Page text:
The "Pillars of Creation" in the Eagle Nebula is perhaps the most iconic celestial scene captured by the Hubble Space Telescope. Seen here in a colorized composite image, these enormous towers of dust and gas are seared by the intense radiation from young stars.
A few years back, a series of segments appeared on Late Night With Jimmy Fallon that astronomy nerds loved. Here’s the premise: A bombastic guy decked out in Yankees gear named “Milky J” would come out of the audience and get in-your-face excited about, of all things, the Hubble Space Telescope. One after the next, Milky J would show mind-blowing Hubble pictures, and then he’d shout his catchphrase: “Hubble gotchu!”
In my case, Milky J’s catchphrase proved pretty accurate. Wherever I’ve been in life—an astronomy nerd, a telescope data analyst, and now a science journalist who keeps up with your latest—you’ve got me.
Your road to fame was a rocky one. You started as a massive government boondoggle, a punchline on the same kind of late-night talk shows that later celebrated you. You were supposed to launch in 1983, but you were delayed. You were supposed to cost in the hundreds of millions, but your budget ran over—way over. And when you finally launched in 1990, your vision was blurred, thanks to a mirror misshapen by the contractors who built you.
Things started to turn around for you in the spring of 1993, when astronomers spotted a shattered comet on course to hit Jupiter. They wanted you at full strength to watch, and that winter, astronauts visited you and installed corrective eyewear. With days to go before the comet crash, you still were having software problems (pre-game jitters, perhaps?). But just in time, you caught the scars in Jupiter’s atmosphere from the cometary impacts—echoes of the ancient collision here that doomed the dinosaurs.
Soon after that, I encountered you for the first time. When I was in elementary school, I saw your famous “Pillars of Creation” picture, and I remember it shaking my world. You were showing us technicolor stalagmites that stretched for light-years tall. They were something vast, something that couldn’t possibly be real.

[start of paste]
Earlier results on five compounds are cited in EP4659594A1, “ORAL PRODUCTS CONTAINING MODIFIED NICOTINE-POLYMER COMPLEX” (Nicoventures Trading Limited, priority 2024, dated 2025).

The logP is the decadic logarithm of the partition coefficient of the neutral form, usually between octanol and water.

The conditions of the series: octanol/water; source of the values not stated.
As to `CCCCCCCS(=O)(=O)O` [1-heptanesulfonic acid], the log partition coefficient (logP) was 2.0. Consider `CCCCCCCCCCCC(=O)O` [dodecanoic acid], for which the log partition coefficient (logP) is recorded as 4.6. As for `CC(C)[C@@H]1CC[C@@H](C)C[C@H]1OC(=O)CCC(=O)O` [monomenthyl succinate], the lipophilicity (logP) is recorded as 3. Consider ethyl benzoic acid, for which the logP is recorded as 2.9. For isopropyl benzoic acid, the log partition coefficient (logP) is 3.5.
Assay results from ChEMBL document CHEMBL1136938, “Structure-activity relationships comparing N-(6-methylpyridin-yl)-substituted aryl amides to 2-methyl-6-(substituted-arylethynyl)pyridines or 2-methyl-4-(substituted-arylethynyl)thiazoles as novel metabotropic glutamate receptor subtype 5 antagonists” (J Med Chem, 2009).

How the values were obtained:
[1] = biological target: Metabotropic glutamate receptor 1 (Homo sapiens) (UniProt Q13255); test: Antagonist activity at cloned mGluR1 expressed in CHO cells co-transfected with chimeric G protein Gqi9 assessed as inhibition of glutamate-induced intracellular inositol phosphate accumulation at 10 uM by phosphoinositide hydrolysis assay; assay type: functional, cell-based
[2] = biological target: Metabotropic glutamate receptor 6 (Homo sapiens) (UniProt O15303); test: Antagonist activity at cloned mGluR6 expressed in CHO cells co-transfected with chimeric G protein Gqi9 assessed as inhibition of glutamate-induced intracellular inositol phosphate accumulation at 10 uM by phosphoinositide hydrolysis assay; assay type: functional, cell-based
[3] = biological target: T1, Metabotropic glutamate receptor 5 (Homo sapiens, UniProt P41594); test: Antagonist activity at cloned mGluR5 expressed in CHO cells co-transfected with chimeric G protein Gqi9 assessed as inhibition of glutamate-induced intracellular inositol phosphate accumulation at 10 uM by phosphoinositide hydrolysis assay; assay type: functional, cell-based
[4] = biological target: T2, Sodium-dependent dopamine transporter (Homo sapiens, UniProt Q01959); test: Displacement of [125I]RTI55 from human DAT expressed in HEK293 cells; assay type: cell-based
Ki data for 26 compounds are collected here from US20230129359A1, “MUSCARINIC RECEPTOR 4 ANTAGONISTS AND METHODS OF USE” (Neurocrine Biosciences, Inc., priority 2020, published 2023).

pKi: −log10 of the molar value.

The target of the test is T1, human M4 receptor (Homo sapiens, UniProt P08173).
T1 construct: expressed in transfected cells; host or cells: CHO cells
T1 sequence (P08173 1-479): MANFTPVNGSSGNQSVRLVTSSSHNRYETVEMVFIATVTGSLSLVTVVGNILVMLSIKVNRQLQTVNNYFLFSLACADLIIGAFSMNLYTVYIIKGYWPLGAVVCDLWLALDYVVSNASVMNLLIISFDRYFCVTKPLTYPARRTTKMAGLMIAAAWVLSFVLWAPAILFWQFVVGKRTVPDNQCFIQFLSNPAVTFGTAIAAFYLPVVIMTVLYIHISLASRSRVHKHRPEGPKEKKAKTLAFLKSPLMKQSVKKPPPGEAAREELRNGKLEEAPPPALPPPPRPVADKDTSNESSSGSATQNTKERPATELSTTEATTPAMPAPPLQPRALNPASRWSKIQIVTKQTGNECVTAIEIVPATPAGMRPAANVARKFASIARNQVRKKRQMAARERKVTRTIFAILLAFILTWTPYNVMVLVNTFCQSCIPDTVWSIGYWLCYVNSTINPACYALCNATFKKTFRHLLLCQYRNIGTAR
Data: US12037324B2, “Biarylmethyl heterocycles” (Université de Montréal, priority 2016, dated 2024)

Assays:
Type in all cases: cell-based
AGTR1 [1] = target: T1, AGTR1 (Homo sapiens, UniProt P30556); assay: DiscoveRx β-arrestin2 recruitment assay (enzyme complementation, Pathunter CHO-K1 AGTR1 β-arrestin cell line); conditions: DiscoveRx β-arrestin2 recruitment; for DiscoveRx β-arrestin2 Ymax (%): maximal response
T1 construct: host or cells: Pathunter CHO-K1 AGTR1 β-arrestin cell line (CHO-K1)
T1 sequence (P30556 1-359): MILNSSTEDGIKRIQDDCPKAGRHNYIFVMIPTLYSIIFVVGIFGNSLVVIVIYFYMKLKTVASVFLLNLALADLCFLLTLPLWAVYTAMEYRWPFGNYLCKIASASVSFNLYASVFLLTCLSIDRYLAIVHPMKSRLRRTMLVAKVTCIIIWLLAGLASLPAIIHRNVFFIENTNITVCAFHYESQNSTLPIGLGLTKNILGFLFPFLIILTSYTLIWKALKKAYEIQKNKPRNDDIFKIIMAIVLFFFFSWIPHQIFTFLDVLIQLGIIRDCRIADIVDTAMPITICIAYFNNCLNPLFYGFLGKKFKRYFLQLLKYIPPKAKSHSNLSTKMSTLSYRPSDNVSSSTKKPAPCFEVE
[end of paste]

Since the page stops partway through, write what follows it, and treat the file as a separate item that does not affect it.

I didn’t understand then that inspiring such awe was only part of your much larger mission. For example, you measured the speed at which faraway galaxies recede from each other as the universe expands—a rate that, like you, shares its name with astronomer Edwin Hubble.
For decades, cosmologists lived and died fighting over the precise value of this number, so you were built to settle the matter. But you just couldn’t leave well enough alone: By gazing out at distant exploding stars, you showed that the expansion of space is actually accelerating thanks to a mysterious mixer in the cosmic cocktail we now call dark energy. As you re-measure the expansion rate with greater precision, your findings disagree with those made by the world’s greatest cosmology observatories. If this discrepancy holds, it might mean that you’ve spotted yet another missing ingredient in the universe—you know, as one does.
Fast Facts: Hubble Space Telescope
Launch Date: April 24, 1990
Launch Vehicle: Space Shuttle Discovery (STS-31)
Entered Service: May 20, 1990
First Servicing Mission: December 2-13, 1993
Final Servicing Mission: May 11-24, 2009
Launch Mass: 24,000 pounds (10,890 kg)
Power Source: 5,500-watt pair of 25-foot solar panels
You’ve also peered for days, brooding, into the darkest corner of space you could find. Each time you have, you’ve encountered innumerable galaxies, reaching back toward the dawn of time itself. Your first attempt at this visual time-travel was called the Hubble Deep Field. Now, after the “Ultra Deep Field,” the “Extreme Deep Field,” and the “Frontier Fields,” you must be running out of adjectives to describe the depth of your view.
And when you’re not looking into the universe’s earliest days, you’re sometimes watching the atmospheres of worlds outside our solar system. Nobody even knew of any exoplanets when they built you. Now, you can watch a planet cross in front of its home star and spot the light that filters through that planet’s atmosphere. Such subtle signals are as close to sniffing alien air as we’re going to get anytime soon.
Through all this, you have kept releasing images, and I have kept looking at them in awe. I remember forcing friends and college study buddies to click through your picture galleries, telling them that your dreamscapes were as sublime as Edmund Burke or Immanuel Kant would have defined it. Remember those images? The galaxies tearing into each other like clashing hurricanes? The clusters of uncountable stars? The nebulae puffed out by dead suns, carved into baubles of colored glass?
After college, I worked at your base on Earth, Baltimore’s Space Telescope Science Institute. I don’t think you would remember me; I was one of the little people, a very small part of a team analyzing one of your cameras for signs of wear and tear. Now, I spend a lot less time looking through your raw data. But I still love seeing your images; you remain a sharp eye above Earth’s atmosphere, a steady presence that makes so many discoveries possible.
This past year, I turned 30, a time for retrospection. Please know that as you also enter your third decade, many of us back on Earth feel so much kinship with you—a world-famous telescope the size of a school bus, a portal to the surreal and the sublime, and arguably one of the greatest science experiments in human history.
What I’m saying is: We gotchu.